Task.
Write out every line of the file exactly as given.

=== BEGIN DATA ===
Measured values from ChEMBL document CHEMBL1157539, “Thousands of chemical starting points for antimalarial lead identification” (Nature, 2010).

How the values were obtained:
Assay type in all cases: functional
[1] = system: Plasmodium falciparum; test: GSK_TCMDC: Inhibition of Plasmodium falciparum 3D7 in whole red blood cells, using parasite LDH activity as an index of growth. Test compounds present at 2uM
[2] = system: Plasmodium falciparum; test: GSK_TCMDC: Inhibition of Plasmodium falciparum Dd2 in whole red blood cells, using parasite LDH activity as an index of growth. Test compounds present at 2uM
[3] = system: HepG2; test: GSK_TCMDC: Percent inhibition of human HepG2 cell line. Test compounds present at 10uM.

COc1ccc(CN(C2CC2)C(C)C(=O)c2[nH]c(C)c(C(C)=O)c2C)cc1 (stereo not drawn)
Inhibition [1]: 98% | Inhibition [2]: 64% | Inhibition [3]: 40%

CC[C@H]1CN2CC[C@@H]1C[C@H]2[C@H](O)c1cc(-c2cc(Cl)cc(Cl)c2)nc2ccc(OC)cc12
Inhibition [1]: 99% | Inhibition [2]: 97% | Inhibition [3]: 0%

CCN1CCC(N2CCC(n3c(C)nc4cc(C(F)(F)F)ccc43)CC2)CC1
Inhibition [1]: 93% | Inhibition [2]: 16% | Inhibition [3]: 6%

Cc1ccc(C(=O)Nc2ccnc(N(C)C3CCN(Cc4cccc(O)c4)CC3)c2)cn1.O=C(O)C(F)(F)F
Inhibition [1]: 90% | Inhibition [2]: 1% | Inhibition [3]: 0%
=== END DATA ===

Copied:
Measured values from ChEMBL document CHEMBL1157539, “Thousands of chemical starting points for antimalarial lead identification” (Nature, 2010).

How the values were obtained:
Assay type in all cases: functional
[1] = system: Plasmodium falciparum; test: GSK_TCMDC: Inhibition of Plasmodium falciparum 3D7 in whole red blood cells, using parasite LDH activity as an index of growth. Test compounds present at 2uM
[2] = system: Plasmodium falciparum; test: GSK_TCMDC: Inhibition of Plasmodium falciparum Dd2 in whole red blood cells, using parasite LDH activity as an index of growth. Test compounds present at 2uM
[3] = system: HepG2; test: GSK_TCMDC: Percent inhibition of human HepG2 cell line. Test compounds present at 10uM.

COc1ccc(CN(C2CC2)C(C)C(=O)c2[nH]c(C)c(C(C)=O)c2C)cc1 (stereo not drawn)
Inhibition [1]: 98% | Inhibition [2]: 64% | Inhibition [3]: 40%

CC[C@H]1CN2CC[C@@H]1C[C@H]2[C@H](O)c1cc(-c2cc(Cl)cc(Cl)c2)nc2ccc(OC)cc12
Inhibition [1]: 99% | Inhibition [2]: 97% | Inhibition [3]: 0%

CCN1CCC(N2CCC(n3c(C)nc4cc(C(F)(F)F)ccc43)CC2)CC1
Inhibition [1]: 93% | Inhibition [2]: 16% | Inhibition [3]: 6%

Cc1ccc(C(=O)Nc2ccnc(N(C)C3CCN(Cc4cccc(O)c4)CC3)c2)cn1.O=C(O)C(F)(F)F
Inhibition [1]: 90% | Inhibition [2]: 1% | Inhibition [3]: 0%